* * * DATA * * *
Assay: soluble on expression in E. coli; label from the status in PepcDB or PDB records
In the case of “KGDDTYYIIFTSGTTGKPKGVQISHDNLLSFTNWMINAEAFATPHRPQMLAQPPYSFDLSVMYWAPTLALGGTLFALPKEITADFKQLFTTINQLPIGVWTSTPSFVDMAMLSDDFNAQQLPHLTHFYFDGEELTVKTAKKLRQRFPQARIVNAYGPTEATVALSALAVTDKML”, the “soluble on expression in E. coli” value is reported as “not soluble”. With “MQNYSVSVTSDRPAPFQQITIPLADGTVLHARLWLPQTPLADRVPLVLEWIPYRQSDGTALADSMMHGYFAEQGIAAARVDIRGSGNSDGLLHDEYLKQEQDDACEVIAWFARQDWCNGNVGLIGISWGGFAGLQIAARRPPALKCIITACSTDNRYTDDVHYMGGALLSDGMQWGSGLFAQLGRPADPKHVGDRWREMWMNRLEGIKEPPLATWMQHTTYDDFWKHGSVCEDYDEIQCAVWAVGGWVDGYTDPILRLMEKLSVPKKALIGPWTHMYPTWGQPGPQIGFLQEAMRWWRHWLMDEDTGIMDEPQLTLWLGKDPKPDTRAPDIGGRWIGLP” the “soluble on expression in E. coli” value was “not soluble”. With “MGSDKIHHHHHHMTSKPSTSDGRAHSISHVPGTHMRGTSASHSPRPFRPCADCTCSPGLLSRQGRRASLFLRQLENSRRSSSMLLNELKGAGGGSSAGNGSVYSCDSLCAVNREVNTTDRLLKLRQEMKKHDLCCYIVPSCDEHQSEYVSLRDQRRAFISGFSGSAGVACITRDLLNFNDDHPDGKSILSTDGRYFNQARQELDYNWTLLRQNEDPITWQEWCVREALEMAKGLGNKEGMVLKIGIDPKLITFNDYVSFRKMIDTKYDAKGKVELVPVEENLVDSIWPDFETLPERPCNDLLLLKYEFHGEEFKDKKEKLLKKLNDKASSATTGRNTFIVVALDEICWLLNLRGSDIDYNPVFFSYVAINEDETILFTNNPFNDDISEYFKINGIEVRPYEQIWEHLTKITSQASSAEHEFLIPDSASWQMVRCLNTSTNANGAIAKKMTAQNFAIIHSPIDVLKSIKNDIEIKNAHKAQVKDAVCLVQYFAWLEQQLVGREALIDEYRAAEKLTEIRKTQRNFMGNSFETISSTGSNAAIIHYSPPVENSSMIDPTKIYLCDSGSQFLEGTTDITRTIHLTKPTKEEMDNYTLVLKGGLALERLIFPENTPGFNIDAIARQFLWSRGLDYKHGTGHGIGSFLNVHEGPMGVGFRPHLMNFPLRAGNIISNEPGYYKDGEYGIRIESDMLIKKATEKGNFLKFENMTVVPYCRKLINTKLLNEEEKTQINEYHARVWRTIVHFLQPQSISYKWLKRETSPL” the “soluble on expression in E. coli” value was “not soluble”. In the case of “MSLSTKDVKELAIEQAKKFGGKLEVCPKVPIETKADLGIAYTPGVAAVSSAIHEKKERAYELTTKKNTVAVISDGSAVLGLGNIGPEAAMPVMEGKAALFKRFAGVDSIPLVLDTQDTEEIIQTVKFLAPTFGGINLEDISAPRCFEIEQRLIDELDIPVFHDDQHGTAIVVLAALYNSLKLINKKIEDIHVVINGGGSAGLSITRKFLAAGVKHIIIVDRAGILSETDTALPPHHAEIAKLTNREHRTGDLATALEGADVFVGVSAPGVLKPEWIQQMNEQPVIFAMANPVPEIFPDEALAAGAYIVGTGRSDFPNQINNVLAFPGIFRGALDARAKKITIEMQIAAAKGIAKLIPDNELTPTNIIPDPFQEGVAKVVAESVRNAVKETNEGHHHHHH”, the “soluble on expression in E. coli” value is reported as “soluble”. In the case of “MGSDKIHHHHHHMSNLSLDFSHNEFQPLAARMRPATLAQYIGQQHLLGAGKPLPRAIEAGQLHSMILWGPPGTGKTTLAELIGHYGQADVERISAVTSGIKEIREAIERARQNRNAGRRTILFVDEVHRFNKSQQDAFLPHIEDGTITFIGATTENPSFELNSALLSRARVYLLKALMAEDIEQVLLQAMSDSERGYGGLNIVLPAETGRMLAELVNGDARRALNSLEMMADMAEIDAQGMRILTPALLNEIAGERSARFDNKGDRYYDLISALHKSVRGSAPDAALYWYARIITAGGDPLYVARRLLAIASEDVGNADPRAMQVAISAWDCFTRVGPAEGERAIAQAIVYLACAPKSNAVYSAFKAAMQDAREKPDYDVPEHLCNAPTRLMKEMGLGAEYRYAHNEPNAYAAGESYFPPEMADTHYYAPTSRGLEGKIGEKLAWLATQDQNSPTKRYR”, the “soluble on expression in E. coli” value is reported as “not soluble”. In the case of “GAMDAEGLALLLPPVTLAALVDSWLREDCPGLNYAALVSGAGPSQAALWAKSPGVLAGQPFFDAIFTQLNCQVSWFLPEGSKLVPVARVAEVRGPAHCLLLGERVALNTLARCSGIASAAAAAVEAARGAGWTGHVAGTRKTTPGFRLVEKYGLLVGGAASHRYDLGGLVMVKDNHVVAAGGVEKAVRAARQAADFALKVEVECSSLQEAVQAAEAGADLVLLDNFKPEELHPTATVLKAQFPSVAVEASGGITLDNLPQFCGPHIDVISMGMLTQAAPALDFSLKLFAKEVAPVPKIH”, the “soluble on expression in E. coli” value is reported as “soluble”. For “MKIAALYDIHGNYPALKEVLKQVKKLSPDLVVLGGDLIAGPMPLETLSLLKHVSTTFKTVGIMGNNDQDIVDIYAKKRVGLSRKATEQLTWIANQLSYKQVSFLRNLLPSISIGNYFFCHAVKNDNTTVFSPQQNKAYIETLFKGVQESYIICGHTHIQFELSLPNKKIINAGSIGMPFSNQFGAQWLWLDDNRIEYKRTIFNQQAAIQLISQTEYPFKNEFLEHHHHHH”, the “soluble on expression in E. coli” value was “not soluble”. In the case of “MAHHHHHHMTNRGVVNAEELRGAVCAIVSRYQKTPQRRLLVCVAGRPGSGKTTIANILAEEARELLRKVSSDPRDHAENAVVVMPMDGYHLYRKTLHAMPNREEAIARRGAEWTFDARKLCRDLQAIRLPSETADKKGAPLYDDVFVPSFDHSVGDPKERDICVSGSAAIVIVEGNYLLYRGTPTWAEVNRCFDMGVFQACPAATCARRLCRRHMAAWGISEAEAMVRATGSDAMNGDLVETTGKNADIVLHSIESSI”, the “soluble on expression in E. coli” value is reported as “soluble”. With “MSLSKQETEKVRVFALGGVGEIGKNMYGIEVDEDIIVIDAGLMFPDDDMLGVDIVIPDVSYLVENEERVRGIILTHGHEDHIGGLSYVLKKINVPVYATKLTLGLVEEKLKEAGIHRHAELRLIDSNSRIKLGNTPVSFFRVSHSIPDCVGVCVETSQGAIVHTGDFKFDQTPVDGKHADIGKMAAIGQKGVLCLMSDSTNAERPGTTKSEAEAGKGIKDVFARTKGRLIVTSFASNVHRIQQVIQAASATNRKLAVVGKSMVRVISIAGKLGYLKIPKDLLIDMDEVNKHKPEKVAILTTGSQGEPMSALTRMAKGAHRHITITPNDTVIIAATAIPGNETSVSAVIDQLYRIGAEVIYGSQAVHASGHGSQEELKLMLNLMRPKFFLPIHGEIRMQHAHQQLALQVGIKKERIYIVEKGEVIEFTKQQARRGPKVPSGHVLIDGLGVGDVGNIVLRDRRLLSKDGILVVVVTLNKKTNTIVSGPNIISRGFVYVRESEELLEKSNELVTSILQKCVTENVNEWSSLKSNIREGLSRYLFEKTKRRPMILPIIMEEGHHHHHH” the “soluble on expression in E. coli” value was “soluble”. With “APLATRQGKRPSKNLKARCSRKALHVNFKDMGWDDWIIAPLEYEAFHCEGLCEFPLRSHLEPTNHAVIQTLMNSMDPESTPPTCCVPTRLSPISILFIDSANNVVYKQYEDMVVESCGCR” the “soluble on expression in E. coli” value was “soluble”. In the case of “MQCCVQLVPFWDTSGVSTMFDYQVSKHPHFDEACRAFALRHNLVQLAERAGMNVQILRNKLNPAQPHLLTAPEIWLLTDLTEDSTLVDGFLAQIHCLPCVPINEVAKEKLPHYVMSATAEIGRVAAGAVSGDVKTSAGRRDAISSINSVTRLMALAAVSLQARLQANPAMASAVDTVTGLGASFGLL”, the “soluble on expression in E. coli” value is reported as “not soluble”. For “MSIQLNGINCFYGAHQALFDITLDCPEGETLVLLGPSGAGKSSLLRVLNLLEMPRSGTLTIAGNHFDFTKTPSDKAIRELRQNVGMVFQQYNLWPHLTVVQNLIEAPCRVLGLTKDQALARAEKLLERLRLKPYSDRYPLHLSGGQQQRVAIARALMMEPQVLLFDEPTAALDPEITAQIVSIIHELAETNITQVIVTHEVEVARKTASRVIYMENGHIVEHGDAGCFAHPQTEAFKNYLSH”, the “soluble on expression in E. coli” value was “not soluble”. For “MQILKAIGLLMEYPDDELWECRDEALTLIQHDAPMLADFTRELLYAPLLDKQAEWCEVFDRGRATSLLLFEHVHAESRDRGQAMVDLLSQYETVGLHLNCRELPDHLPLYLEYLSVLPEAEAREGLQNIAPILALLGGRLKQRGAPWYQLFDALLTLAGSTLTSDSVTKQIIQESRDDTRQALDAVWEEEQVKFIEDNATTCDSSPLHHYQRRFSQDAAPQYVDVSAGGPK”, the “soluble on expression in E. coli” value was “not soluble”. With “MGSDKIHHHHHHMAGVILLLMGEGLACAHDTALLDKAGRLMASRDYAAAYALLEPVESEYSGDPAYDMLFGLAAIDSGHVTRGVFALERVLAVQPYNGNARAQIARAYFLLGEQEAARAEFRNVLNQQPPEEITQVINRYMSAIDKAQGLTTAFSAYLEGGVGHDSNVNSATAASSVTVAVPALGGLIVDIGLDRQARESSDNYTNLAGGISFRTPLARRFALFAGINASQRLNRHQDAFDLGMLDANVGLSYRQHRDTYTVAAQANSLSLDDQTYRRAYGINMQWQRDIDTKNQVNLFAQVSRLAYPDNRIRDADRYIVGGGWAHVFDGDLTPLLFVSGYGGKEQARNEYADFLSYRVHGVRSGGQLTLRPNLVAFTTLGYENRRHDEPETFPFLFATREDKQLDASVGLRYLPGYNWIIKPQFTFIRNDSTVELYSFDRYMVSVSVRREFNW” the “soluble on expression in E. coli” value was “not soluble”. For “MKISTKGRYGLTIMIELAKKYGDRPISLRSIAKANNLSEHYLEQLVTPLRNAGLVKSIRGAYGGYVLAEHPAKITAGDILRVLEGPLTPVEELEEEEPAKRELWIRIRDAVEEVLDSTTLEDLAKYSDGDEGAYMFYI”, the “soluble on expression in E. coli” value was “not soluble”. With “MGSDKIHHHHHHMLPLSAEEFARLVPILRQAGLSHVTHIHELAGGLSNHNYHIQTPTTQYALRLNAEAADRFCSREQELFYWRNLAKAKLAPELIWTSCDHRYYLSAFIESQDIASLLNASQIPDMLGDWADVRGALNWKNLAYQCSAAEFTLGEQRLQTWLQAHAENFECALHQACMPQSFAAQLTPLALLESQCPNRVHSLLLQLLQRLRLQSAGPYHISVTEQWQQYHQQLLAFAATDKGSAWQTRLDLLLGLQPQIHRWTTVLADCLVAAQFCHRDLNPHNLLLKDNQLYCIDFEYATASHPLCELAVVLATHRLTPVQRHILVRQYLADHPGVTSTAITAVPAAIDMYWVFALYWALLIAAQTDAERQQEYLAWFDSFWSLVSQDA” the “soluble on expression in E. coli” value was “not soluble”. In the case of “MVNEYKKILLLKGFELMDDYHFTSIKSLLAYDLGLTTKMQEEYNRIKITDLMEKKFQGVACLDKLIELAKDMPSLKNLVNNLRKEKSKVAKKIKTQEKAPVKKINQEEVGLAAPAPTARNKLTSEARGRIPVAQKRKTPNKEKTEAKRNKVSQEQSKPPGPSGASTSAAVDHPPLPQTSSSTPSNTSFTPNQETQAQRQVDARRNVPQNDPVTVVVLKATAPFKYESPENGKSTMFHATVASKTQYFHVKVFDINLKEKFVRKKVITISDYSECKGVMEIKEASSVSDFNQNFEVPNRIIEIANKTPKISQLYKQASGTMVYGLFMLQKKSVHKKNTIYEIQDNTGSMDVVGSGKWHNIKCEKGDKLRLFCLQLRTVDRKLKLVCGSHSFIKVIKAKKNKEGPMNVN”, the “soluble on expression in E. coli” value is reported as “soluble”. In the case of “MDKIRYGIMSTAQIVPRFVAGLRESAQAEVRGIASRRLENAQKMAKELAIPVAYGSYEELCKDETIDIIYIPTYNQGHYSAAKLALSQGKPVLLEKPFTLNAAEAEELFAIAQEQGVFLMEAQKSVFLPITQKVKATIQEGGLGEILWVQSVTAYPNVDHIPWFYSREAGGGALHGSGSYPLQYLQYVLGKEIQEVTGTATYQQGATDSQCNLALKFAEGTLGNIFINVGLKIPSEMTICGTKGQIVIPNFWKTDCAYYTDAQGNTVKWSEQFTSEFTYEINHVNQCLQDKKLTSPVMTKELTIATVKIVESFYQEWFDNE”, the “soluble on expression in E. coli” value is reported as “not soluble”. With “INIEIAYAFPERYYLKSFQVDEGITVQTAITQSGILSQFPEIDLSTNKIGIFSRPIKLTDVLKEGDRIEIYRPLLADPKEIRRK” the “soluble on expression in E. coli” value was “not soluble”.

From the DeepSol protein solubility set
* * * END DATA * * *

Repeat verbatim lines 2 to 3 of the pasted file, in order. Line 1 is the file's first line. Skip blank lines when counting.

In the case of “KGDDTYYIIFTSGTTGKPKGVQISHDNLLSFTNWMINAEAFATPHRPQMLAQPPYSFDLSVMYWAPTLALGGTLFALPKEITADFKQLFTTINQLPIGVWTSTPSFVDMAMLSDDFNAQQLPHLTHFYFDGEELTVKTAKKLRQRFPQARIVNAYGPTEATVALSALAVTDKML”, the “soluble on expression in E. coli” value is reported as “not soluble”. With “MQNYSVSVTSDRPAPFQQITIPLADGTVLHARLWLPQTPLADRVPLVLEWIPYRQSDGTALADSMMHGYFAEQGIAAARVDIRGSGNSDGLLHDEYLKQEQDDACEVIAWFARQDWCNGNVGLIGISWGGFAGLQIAARRPPALKCIITACSTDNRYTDDVHYMGGALLSDGMQWGSGLFAQLGRPADPKHVGDRWREMWMNRLEGIKEPPLATWMQHTTYDDFWKHGSVCEDYDEIQCAVWAVGGWVDGYTDPILRLMEKLSVPKKALIGPWTHMYPTWGQPGPQIGFLQEAMRWWRHWLMDEDTGIMDEPQLTLWLGKDPKPDTRAPDIGGRWIGLP” the “soluble on expression in E. coli” value was “not soluble”. With “MGSDKIHHHHHHMTSKPSTSDGRAHSISHVPGTHMRGTSASHSPRPFRPCADCTCSPGLLSRQGRRASLFLRQLENSRRSSSMLLNELKGAGGGSSAGNGSVYSCDSLCAVNREVNTTDRLLKLRQEMKKHDLCCYIVPSCDEHQSEYVSLRDQRRAFISGFSGSAGVACITRDLLNFNDDHPDGKSILSTDGRYFNQARQELDYNWTLLRQNEDPITWQEWCVREALEMAKGLGNKEGMVLKIGIDPKLITFNDYVSFRKMIDTKYDAKGKVELVPVEENLVDSIWPDFETLPERPCNDLLLLKYEFHGEEFKDKKEKLLKKLNDKASSATTGRNTFIVVALDEICWLLNLRGSDIDYNPVFFSYVAINEDETILFTNNPFNDDISEYFKINGIEVRPYEQIWEHLTKITSQASSAEHEFLIPDSASWQMVRCLNTSTNANGAIAKKMTAQNFAIIHSPIDVLKSIKNDIEIKNAHKAQVKDAVCLVQYFAWLEQQLVGREALIDEYRAAEKLTEIRKTQRNFMGNSFETISSTGSNAAIIHYSPPVENSSMIDPTKIYLCDSGSQFLEGTTDITRTIHLTKPTKEEMDNYTLVLKGGLALERLIFPENTPGFNIDAIARQFLWSRGLDYKHGTGHGIGSFLNVHEGPMGVGFRPHLMNFPLRAGNIISNEPGYYKDGEYGIRIESDMLIKKATEKGNFLKFENMTVVPYCRKLINTKLLNEEEKTQINEYHARVWRTIVHFLQPQSISYKWLKRETSPL” the “soluble on expression in E. coli” value was “not soluble”. In the case of “MSLSTKDVKELAIEQAKKFGGKLEVCPKVPIETKADLGIAYTPGVAAVSSAIHEKKERAYELTTKKNTVAVISDGSAVLGLGNIGPEAAMPVMEGKAALFKRFAGVDSIPLVLDTQDTEEIIQTVKFLAPTFGGINLEDISAPRCFEIEQRLIDELDIPVFHDDQHGTAIVVLAALYNSLKLINKKIEDIHVVINGGGSAGLSITRKFLAAGVKHIIIVDRAGILSETDTALPPHHAEIAKLTNREHRTGDLATALEGADVFVGVSAPGVLKPEWIQQMNEQPVIFAMANPVPEIFPDEALAAGAYIVGTGRSDFPNQINNVLAFPGIFRGALDARAKKITIEMQIAAAKGIAKLIPDNELTPTNIIPDPFQEGVAKVVAESVRNAVKETNEGHHHHHH”, the “soluble on expression in E. coli” value is reported as “soluble”. In the case of “MGSDKIHHHHHHMSNLSLDFSHNEFQPLAARMRPATLAQYIGQQHLLGAGKPLPRAIEAGQLHSMILWGPPGTGKTTLAELIGHYGQADVERISAVTSGIKEIREAIERARQNRNAGRRTILFVDEVHRFNKSQQDAFLPHIEDGTITFIGATTENPSFELNSALLSRARVYLLKALMAEDIEQVLLQAMSDSERGYGGLNIVLPAETGRMLAELVNGDARRALNSLEMMADMAEIDAQGMRILTPALLNEIAGERSARFDNKGDRYYDLISALHKSVRGSAPDAALYWYARIITAGGDPLYVARRLLAIASEDVGNADPRAMQVAISAWDCFTRVGPAEGERAIAQAIVYLACAPKSNAVYSAFKAAMQDAREKPDYDVPEHLCNAPTRLMKEMGLGAEYRYAHNEPNAYAAGESYFPPEMADTHYYAPTSRGLEGKIGEKLAWLATQDQNSPTKRYR”, the “soluble on expression in E. coli” value is reported as “not soluble”. In the case of “GAMDAEGLALLLPPVTLAALVDSWLREDCPGLNYAALVSGAGPSQAALWAKSPGVLAGQPFFDAIFTQLNCQVSWFLPEGSKLVPVARVAEVRGPAHCLLLGERVALNTLARCSGIASAAAAAVEAARGAGWTGHVAGTRKTTPGFRLVEKYGLLVGGAASHRYDLGGLVMVKDNHVVAAGGVEKAVRAARQAADFALKVEVECSSLQEAVQAAEAGADLVLLDNFKPEELHPTATVLKAQFPSVAVEASGGITLDNLPQFCGPHIDVISMGMLTQAAPALDFSLKLFAKEVAPVPKIH”, the “soluble on expression in E. coli” value is reported as “soluble”. For “MKIAALYDIHGNYPALKEVLKQVKKLSPDLVVLGGDLIAGPMPLETLSLLKHVSTTFKTVGIMGNNDQDIVDIYAKKRVGLSRKATEQLTWIANQLSYKQVSFLRNLLPSISIGNYFFCHAVKNDNTTVFSPQQNKAYIETLFKGVQESYIICGHTHIQFELSLPNKKIINAGSIGMPFSNQFGAQWLWLDDNRIEYKRTIFNQQAAIQLISQTEYPFKNEFLEHHHHHH”, the “soluble on expression in E. coli” value was “not soluble”. In the case of “MAHHHHHHMTNRGVVNAEELRGAVCAIVSRYQKTPQRRLLVCVAGRPGSGKTTIANILAEEARELLRKVSSDPRDHAENAVVVMPMDGYHLYRKTLHAMPNREEAIARRGAEWTFDARKLCRDLQAIRLPSETADKKGAPLYDDVFVPSFDHSVGDPKERDICVSGSAAIVIVEGNYLLYRGTPTWAEVNRCFDMGVFQACPAATCARRLCRRHMAAWGISEAEAMVRATGSDAMNGDLVETTGKNADIVLHSIESSI”, the “soluble on expression in E. coli” value is reported as “soluble”. With “MSLSKQETEKVRVFALGGVGEIGKNMYGIEVDEDIIVIDAGLMFPDDDMLGVDIVIPDVSYLVENEERVRGIILTHGHEDHIGGLSYVLKKINVPVYATKLTLGLVEEKLKEAGIHRHAELRLIDSNSRIKLGNTPVSFFRVSHSIPDCVGVCVETSQGAIVHTGDFKFDQTPVDGKHADIGKMAAIGQKGVLCLMSDSTNAERPGTTKSEAEAGKGIKDVFARTKGRLIVTSFASNVHRIQQVIQAASATNRKLAVVGKSMVRVISIAGKLGYLKIPKDLLIDMDEVNKHKPEKVAILTTGSQGEPMSALTRMAKGAHRHITITPNDTVIIAATAIPGNETSVSAVIDQLYRIGAEVIYGSQAVHASGHGSQEELKLMLNLMRPKFFLPIHGEIRMQHAHQQLALQVGIKKERIYIVEKGEVIEFTKQQARRGPKVPSGHVLIDGLGVGDVGNIVLRDRRLLSKDGILVVVVTLNKKTNTIVSGPNIISRGFVYVRESEELLEKSNELVTSILQKCVTENVNEWSSLKSNIREGLSRYLFEKTKRRPMILPIIMEEGHHHHHH” the “soluble on expression in E. coli” value was “soluble”. With “APLATRQGKRPSKNLKARCSRKALHVNFKDMGWDDWIIAPLEYEAFHCEGLCEFPLRSHLEPTNHAVIQTLMNSMDPESTPPTCCVPTRLSPISILFIDSANNVVYKQYEDMVVESCGCR” the “soluble on expression in E. coli” value was “soluble”. In the case of “MQCCVQLVPFWDTSGVSTMFDYQVSKHPHFDEACRAFALRHNLVQLAERAGMNVQILRNKLNPAQPHLLTAPEIWLLTDLTEDSTLVDGFLAQIHCLPCVPINEVAKEKLPHYVMSATAEIGRVAAGAVSGDVKTSAGRRDAISSINSVTRLMALAAVSLQARLQANPAMASAVDTVTGLGASFGLL”, the “soluble on expression in E. coli” value is reported as “not soluble”. For “MSIQLNGINCFYGAHQALFDITLDCPEGETLVLLGPSGAGKSSLLRVLNLLEMPRSGTLTIAGNHFDFTKTPSDKAIRELRQNVGMVFQQYNLWPHLTVVQNLIEAPCRVLGLTKDQALARAEKLLERLRLKPYSDRYPLHLSGGQQQRVAIARALMMEPQVLLFDEPTAALDPEITAQIVSIIHELAETNITQVIVTHEVEVARKTASRVIYMENGHIVEHGDAGCFAHPQTEAFKNYLSH”, the “soluble on expression in E. coli” value was “not soluble”. For “MQILKAIGLLMEYPDDELWECRDEALTLIQHDAPMLADFTRELLYAPLLDKQAEWCEVFDRGRATSLLLFEHVHAESRDRGQAMVDLLSQYETVGLHLNCRELPDHLPLYLEYLSVLPEAEAREGLQNIAPILALLGGRLKQRGAPWYQLFDALLTLAGSTLTSDSVTKQIIQESRDDTRQALDAVWEEEQVKFIEDNATTCDSSPLHHYQRRFSQDAAPQYVDVSAGGPK”, the “soluble on expression in E. coli” value was “not soluble”. With “MGSDKIHHHHHHMAGVILLLMGEGLACAHDTALLDKAGRLMASRDYAAAYALLEPVESEYSGDPAYDMLFGLAAIDSGHVTRGVFALERVLAVQPYNGNARAQIARAYFLLGEQEAARAEFRNVLNQQPPEEITQVINRYMSAIDKAQGLTTAFSAYLEGGVGHDSNVNSATAASSVTVAVPALGGLIVDIGLDRQARESSDNYTNLAGGISFRTPLARRFALFAGINASQRLNRHQDAFDLGMLDANVGLSYRQHRDTYTVAAQANSLSLDDQTYRRAYGINMQWQRDIDTKNQVNLFAQVSRLAYPDNRIRDADRYIVGGGWAHVFDGDLTPLLFVSGYGGKEQARNEYADFLSYRVHGVRSGGQLTLRPNLVAFTTLGYENRRHDEPETFPFLFATREDKQLDASVGLRYLPGYNWIIKPQFTFIRNDSTVELYSFDRYMVSVSVRREFNW” the “soluble on expression in E. coli” value was “not soluble”. For “MKISTKGRYGLTIMIELAKKYGDRPISLRSIAKANNLSEHYLEQLVTPLRNAGLVKSIRGAYGGYVLAEHPAKITAGDILRVLEGPLTPVEELEEEEPAKRELWIRIRDAVEEVLDSTTLEDLAKYSDGDEGAYMFYI”, the “soluble on expression in E. coli” value was “not soluble”. With “MGSDKIHHHHHHMLPLSAEEFARLVPILRQAGLSHVTHIHELAGGLSNHNYHIQTPTTQYALRLNAEAADRFCSREQELFYWRNLAKAKLAPELIWTSCDHRYYLSAFIESQDIASLLNASQIPDMLGDWADVRGALNWKNLAYQCSAAEFTLGEQRLQTWLQAHAENFECALHQACMPQSFAAQLTPLALLESQCPNRVHSLLLQLLQRLRLQSAGPYHISVTEQWQQYHQQLLAFAATDKGSAWQTRLDLLLGLQPQIHRWTTVLADCLVAAQFCHRDLNPHNLLLKDNQLYCIDFEYATASHPLCELAVVLATHRLTPVQRHILVRQYLADHPGVTSTAITAVPAAIDMYWVFALYWALLIAAQTDAERQQEYLAWFDSFWSLVSQDA” the “soluble on expression in E. coli” value was “not soluble”. In the case of “MVNEYKKILLLKGFELMDDYHFTSIKSLLAYDLGLTTKMQEEYNRIKITDLMEKKFQGVACLDKLIELAKDMPSLKNLVNNLRKEKSKVAKKIKTQEKAPVKKINQEEVGLAAPAPTARNKLTSEARGRIPVAQKRKTPNKEKTEAKRNKVSQEQSKPPGPSGASTSAAVDHPPLPQTSSSTPSNTSFTPNQETQAQRQVDARRNVPQNDPVTVVVLKATAPFKYESPENGKSTMFHATVASKTQYFHVKVFDINLKEKFVRKKVITISDYSECKGVMEIKEASSVSDFNQNFEVPNRIIEIANKTPKISQLYKQASGTMVYGLFMLQKKSVHKKNTIYEIQDNTGSMDVVGSGKWHNIKCEKGDKLRLFCLQLRTVDRKLKLVCGSHSFIKVIKAKKNKEGPMNVN”, the “soluble on expression in E. coli” value is reported as “soluble”. In the case of “MDKIRYGIMSTAQIVPRFVAGLRESAQAEVRGIASRRLENAQKMAKELAIPVAYGSYEELCKDETIDIIYIPTYNQGHYSAAKLALSQGKPVLLEKPFTLNAAEAEELFAIAQEQGVFLMEAQKSVFLPITQKVKATIQEGGLGEILWVQSVTAYPNVDHIPWFYSREAGGGALHGSGSYPLQYLQYVLGKEIQEVTGTATYQQGATDSQCNLALKFAEGTLGNIFINVGLKIPSEMTICGTKGQIVIPNFWKTDCAYYTDAQGNTVKWSEQFTSEFTYEINHVNQCLQDKKLTSPVMTKELTIATVKIVESFYQEWFDNE”, the “soluble on expression in E. coli” value is reported as “not soluble”. With “INIEIAYAFPERYYLKSFQVDEGITVQTAITQSGILSQFPEIDLSTNKIGIFSRPIKLTDVLKEGDRIEIYRPLLADPKEIRRK” the “soluble on expression in E. coli” value was “not soluble”.

From the DeepSol protein solubility set